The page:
Sara's dish--a fricassee chicken served with seared breast, couscous and potato risotto, and confit onions with a microgreens salad--definitely suffered in the execution. It was an overly ambitious concept that was completely sabotaged by Sara's own skills. The chicken served was either rubbery or undercooked (danger, Will Robinson!), the seasonings were off, and the onions were actually pickled, rather than confited. Not her best effort.

Oh, Dale, when will you learn that less is truly more on the plate? These chefs always think in duos and trios and it undoes them every single time. Dale set out to do his most ambitious dish to date, a truffle-honey duet of chicken with leg confit, asparagus, and potato and onion puree, but left off the honey and rosemary sauce that could have linked the two halves of this plate. As it was, the dish was schizophrenic at best and showed a lack of focus, conceptual skill, and organization. But would it be enough to send him home?

Finally, there was Hung who served an elegant sous-vide chicken with a crisp square of skin, pommes Dauphin, petit greens, and a natural jus. It was beautifully plated, skillfully executed, and absolutely delicious. Yes, the judges had one complaint in that the pommes Dauphin weren't exactly light and airy, but that's a mere cavil compared to what was presented by him in this challenge.

Ultimately, it was hardly surprising that Sara would be the one to pack her knives, even if she did refuse to accept Gail's criticism about the undercooked chicken. (Me, I was more surprised to see Gail in the flesh as I thought she had perhaps disappeared off the face of the planet.) Sara's dismissal leaves Hung, Casey, Dale, and Brian to fight it out for the final cook-off in Aspen. Who do you think will make it to the final two and who should pack their knives now?

Next week on Top Chef ("Finale, Part One"), the remaining four chefs jet off to Aspen, Colorado, for the semi-final and some rather interesting in-the-wild cooking, only to fall victim to some hard questioning and even harsher criticisms from the judges. It all starts here!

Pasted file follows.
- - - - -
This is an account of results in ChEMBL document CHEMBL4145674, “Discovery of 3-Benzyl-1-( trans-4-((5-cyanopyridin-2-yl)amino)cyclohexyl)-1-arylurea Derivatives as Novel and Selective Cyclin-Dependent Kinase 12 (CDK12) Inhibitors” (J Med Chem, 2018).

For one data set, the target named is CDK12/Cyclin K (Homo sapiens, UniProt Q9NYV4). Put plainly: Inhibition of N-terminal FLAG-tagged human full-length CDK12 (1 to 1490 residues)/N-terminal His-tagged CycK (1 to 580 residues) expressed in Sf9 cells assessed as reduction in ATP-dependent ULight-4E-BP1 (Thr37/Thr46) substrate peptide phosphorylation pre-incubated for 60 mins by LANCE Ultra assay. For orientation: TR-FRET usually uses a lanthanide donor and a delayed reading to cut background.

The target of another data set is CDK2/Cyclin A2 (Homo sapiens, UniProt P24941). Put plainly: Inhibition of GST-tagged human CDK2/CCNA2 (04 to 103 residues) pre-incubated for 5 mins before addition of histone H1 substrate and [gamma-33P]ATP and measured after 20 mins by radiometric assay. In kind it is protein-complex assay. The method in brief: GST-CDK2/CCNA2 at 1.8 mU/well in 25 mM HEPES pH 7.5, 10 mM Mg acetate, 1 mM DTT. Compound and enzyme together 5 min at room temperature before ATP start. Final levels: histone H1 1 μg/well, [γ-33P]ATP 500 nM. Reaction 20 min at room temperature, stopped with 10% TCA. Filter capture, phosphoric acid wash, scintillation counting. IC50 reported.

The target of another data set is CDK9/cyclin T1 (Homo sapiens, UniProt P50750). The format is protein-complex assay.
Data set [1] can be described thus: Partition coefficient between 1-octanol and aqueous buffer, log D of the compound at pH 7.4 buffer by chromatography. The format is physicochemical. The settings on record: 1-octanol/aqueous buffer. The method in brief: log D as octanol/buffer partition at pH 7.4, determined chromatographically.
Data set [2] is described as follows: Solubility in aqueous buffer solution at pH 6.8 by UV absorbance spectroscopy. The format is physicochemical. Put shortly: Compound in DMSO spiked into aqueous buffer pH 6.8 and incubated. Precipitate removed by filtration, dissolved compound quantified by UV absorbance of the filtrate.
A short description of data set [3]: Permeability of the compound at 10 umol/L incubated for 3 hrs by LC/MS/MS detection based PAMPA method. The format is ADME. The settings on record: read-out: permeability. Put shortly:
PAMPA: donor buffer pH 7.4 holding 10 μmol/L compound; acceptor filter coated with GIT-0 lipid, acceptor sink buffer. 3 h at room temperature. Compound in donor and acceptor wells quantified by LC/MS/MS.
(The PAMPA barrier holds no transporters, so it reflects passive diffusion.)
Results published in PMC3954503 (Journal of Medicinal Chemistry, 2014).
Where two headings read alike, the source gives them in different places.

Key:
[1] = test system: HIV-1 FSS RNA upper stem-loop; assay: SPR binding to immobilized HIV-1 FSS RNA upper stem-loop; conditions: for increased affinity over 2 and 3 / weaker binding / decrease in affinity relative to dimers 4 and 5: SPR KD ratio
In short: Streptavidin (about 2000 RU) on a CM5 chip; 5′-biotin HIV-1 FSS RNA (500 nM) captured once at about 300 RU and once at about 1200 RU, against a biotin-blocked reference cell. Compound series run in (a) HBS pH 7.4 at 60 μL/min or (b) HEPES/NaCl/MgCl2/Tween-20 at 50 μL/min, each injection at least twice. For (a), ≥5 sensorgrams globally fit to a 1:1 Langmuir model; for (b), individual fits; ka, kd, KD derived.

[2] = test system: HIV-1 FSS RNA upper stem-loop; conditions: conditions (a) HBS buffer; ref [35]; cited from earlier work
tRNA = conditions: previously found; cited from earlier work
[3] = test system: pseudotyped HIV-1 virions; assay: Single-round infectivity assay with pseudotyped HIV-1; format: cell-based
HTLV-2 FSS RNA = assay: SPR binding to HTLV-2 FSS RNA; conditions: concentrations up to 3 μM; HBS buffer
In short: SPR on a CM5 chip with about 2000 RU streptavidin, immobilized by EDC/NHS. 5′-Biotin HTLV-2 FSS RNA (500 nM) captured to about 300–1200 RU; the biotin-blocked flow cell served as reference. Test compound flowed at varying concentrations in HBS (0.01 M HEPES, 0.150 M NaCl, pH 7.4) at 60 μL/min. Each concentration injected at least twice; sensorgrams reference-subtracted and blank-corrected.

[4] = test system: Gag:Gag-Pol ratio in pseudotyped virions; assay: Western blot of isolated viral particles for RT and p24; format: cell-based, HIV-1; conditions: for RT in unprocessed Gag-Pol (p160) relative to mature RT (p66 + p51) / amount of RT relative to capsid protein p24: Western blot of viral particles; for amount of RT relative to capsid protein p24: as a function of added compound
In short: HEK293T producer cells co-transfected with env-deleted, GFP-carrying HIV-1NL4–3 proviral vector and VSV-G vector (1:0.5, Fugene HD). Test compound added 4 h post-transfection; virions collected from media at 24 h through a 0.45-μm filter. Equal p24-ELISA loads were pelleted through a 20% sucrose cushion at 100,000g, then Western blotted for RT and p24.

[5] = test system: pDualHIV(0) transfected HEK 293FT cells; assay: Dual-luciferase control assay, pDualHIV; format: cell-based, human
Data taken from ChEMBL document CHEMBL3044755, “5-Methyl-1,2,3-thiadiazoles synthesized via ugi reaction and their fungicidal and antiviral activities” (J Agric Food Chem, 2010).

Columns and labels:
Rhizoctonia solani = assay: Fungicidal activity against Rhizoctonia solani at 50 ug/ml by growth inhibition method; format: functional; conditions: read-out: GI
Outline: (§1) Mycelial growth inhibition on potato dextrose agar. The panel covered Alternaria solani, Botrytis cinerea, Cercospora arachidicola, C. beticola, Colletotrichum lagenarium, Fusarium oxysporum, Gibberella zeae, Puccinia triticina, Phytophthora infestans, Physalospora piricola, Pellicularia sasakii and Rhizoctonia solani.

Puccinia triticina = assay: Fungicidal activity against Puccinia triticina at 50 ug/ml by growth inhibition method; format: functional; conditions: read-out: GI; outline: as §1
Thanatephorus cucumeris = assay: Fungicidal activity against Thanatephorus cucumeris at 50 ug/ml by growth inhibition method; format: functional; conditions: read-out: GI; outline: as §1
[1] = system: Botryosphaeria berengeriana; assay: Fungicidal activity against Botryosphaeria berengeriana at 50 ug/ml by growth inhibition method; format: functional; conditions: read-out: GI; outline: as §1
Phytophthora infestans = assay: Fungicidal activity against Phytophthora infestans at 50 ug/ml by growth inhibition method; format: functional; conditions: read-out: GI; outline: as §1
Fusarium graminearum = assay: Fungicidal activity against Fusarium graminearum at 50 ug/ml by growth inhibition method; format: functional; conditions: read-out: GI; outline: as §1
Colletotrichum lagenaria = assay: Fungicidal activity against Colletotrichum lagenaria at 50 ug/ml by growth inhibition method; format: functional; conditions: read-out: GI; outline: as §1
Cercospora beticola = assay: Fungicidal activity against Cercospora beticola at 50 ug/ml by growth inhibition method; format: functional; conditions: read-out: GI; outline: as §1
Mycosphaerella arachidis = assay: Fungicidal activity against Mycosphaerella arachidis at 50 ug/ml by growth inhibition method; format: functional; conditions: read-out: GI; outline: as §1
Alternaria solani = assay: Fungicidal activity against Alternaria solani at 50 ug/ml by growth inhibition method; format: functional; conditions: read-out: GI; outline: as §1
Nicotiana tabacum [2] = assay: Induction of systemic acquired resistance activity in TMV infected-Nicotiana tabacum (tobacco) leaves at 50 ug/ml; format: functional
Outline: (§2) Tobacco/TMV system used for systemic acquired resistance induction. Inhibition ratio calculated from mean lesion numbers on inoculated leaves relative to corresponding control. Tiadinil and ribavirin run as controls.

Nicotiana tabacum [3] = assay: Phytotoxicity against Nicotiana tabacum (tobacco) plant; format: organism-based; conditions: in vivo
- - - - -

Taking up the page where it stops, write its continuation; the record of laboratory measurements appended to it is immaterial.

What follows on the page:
Bill said…
I don't watch reality shows at all, but the title of this post made me think there was some kinda Cylon cooking show.
Anonymous said…
I am SO in agreement with you re: Hung not telling anyone how he did his quickfire. It's a competition, people!

Also, SO in agreement re: Casey. I am totally rooting for her now. I really thought she should/would win the quickfire and also the elim.

re: this, "Yes, coq au vin is traditionally cooked using an old rooster, but ease up, Tom Colicchio;"

TOTALLY. I just kept rolling my eyes. I actually looked up coq au vin on Wikipedia last night, since i didn't know what it was and it said this, "Coq au vin (French: "rooster with wine") is a French fricassee of chicken cooked with wine, lardons, mushrooms, and garlic. Older roosters are traditionally used because they contain a lot of connective tissue, which creates a richer broth when cooked."

Traditionally used, yes, but still - the recipe calls for chicken. Suck it, Colichio! :)

Final two should be Hung and Casey, but last year's final two should have been Sam and Elia.
I can see why everyone was annoyed at Hung for not helping CJ load his cart on last week's episode but to be upset with him for not giving away how he prepared his dish in the elimination challenge? That's just crazy. I agree that Dale was totally out of line even to ask him.

I loved this elimination challenge. It was great watching the five contestants get stared down by the line cooks in the kitchen. Some of them got so nervous! But I thought that Hung and Casey both did an excellent job and hope that they are the final two.